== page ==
Wall Street opens lower, technology weighed down by Microsoft

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New York (AFP) – The New York Stock Exchange opened lower on Wednesday, dragged into the red by the tech sector weighed down by Microsoft’s gloomy forecast for 2023.

The Dow Jones index dropped 0.63%, the Nasdaq, with a strong technological coloring, lost 1.52% and the broader S&P 500 index fell by 0.99%, around 2:45 p.m. GMT.

The day before, after a salvo of corporate results, the New York indices had concluded in dispersed order.

The Dow Jones had advanced by 0.31% to 33,733.96 points, the Nasdaq had lost 0.27% to 11,334.27 points and the broader S&P 500 index had remained almost stable (-0.07%) at 4,016, 95 dots.

In the aftermath of better-than-expected quarterly results, IT giant Microsoft dragged the market down after gloomy forecasts for demand this year, suggesting a broader slowdown in activity around the world. The title fell by 4.01% at 2:40 p.m. GMT.

In a conference call with analysts, the company said it expects revenue of between $50.5 billion and $51.5 billion for the current quarter, less than expected by the market.

Microsoft also expects weaker demand than last year for its personal computer business, such as its Windows operating system.

Above all, the growth of remote computing (cloud) should continue to stall.

These prospects for a slowdown in cloud activity also caused Amazon, Microsoft’s competitor in this market, to lose almost 3%, noted analyst Patrick O’Hare of Briefing.

The mega-cap Alphabet, parent company of Google, also fell 1.99%, after having already closed down almost 2% the day before.

The US Department of Justice said Tuesday it was suing the internet giant for “monopoly” in the online advertising market.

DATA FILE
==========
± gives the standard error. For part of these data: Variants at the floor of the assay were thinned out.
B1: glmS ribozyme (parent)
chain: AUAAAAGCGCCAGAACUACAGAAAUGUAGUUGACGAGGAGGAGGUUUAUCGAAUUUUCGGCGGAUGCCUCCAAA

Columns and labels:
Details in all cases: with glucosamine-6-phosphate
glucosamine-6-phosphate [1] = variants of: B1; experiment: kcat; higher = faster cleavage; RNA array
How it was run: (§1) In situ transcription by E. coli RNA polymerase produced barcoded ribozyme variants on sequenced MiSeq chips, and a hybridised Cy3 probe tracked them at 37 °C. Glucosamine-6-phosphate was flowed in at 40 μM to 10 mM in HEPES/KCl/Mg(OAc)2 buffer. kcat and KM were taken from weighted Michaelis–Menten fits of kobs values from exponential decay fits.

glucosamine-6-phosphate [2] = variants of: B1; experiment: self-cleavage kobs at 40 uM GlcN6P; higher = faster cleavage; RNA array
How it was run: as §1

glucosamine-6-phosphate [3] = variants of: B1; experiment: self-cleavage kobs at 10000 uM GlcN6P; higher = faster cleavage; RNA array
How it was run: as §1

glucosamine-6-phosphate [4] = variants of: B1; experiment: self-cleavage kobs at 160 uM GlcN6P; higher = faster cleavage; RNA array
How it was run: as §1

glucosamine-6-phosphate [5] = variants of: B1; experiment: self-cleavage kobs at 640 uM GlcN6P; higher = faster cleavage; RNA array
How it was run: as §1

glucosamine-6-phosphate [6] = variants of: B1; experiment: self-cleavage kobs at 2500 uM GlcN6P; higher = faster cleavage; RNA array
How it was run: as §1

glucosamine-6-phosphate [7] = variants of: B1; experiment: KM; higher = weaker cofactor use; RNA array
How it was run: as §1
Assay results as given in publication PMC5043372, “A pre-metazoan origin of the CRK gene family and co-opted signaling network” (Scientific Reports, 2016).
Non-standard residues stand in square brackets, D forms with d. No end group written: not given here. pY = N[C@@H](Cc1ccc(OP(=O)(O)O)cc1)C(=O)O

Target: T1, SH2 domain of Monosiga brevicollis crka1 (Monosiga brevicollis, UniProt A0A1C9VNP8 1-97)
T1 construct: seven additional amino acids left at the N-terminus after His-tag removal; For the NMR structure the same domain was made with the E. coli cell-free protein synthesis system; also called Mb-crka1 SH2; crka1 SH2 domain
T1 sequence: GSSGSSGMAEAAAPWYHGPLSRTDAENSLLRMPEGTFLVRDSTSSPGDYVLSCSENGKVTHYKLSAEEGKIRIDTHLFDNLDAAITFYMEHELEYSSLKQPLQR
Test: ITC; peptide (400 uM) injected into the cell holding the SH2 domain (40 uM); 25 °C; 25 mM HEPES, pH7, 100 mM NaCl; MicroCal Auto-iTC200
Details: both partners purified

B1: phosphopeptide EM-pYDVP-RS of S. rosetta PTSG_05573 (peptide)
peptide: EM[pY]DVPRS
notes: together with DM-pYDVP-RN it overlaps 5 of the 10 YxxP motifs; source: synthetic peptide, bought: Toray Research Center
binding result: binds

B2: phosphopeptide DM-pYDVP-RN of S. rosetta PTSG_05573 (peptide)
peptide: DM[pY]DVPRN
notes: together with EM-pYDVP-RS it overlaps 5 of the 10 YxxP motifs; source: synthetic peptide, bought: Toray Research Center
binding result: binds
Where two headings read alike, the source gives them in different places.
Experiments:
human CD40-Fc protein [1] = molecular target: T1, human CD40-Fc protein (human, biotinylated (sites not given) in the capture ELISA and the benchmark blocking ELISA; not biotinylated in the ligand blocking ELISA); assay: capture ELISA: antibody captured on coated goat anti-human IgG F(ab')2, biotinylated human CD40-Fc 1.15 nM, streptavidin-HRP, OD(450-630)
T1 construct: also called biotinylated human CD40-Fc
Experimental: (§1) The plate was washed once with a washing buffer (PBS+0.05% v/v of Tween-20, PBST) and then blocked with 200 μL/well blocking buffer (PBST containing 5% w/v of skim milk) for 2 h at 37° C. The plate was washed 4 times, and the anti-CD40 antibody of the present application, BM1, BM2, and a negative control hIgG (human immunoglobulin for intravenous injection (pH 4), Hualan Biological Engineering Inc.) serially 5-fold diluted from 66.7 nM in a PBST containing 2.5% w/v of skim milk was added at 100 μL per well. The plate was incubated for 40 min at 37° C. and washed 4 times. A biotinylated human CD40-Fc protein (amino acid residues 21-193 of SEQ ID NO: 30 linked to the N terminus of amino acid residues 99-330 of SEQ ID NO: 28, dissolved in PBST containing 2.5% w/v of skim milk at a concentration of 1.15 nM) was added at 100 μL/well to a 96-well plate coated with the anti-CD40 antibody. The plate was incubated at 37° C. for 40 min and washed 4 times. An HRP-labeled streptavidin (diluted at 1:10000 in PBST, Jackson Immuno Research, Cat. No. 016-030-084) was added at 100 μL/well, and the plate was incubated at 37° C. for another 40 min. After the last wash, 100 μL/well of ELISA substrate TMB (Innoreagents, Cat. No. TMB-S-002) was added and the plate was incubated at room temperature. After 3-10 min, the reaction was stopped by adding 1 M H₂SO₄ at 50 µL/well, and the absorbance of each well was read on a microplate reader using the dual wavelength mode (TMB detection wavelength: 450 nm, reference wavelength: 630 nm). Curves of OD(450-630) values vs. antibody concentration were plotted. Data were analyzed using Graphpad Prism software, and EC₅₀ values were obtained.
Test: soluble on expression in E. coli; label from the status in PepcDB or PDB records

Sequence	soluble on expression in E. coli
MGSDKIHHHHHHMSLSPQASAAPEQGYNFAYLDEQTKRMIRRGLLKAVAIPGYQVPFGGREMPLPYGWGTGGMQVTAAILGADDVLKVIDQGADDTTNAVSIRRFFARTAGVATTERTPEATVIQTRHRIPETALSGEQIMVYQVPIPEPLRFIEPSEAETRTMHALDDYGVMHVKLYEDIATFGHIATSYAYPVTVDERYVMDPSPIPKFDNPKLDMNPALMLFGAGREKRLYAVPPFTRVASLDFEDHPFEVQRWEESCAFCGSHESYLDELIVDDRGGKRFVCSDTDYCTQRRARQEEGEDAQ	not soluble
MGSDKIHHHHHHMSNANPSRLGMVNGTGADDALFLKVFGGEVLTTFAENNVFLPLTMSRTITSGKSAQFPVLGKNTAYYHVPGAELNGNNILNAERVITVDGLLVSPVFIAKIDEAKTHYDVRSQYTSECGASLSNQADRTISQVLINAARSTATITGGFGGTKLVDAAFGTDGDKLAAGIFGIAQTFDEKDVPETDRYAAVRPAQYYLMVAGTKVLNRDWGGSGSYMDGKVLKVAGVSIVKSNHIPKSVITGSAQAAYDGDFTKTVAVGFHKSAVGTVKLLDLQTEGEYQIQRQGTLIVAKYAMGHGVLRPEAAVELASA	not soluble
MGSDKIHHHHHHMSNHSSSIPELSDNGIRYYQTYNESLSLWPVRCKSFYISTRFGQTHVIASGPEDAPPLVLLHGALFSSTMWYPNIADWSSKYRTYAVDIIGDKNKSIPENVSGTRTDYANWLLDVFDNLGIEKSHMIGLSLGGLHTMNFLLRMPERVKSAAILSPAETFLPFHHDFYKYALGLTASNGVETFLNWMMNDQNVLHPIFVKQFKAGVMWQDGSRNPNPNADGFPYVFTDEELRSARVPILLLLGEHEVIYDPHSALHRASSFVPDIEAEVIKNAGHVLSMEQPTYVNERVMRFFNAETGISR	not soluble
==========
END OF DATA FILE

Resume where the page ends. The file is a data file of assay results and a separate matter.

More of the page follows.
Another heavyweight that weighed down the market: the aircraft manufacturer Boeing, a member of the Dow Jones, yielded 1.12%, after announcing disappointing quarterly and annual results before the opening of the stock market.

The aircraft manufacturer remained in the red for the fourth consecutive year, with a net loss of 4.9 billion dollars in 2022, despite a rise in turnover of 7% to 66.6 billion dollars.

The group still faces persistent problems in its supply chain and in recruitment, but it maintained its forecast for 2023 on Wednesday.

Overall, “investors were concerned about security valuation issues and the idea that the stock market may have gotten too far ahead of its January rally,” O’Hare said.

Other groups also published disappointing results or forecasts, which further darkened the mood of investors.

This was the case for Texas Instrument (-2.21%), the bank Capital One Financial (+0.36%) and the American hygiene products group Kimberly-Clark (-3.52%), in particular .

The quarterly turnover of the Texas manufacturer of Kleenex tissues and Cottonelle toilet paper suffered from the effects of exchange rates, falling slightly below forecasts.

For 2023, the group forecasts stagnant sales or, at best, an increase of 2%.

On the bond market, rates on two-year Treasury bills, sensitive to the immediate economic situation, fell sharply to 4.15%, against 4.21% the day before.

After the market closed, the results of Tesla (-1.54% at 2:40 p.m. GMT) and IBM (-1.06%) were expected.

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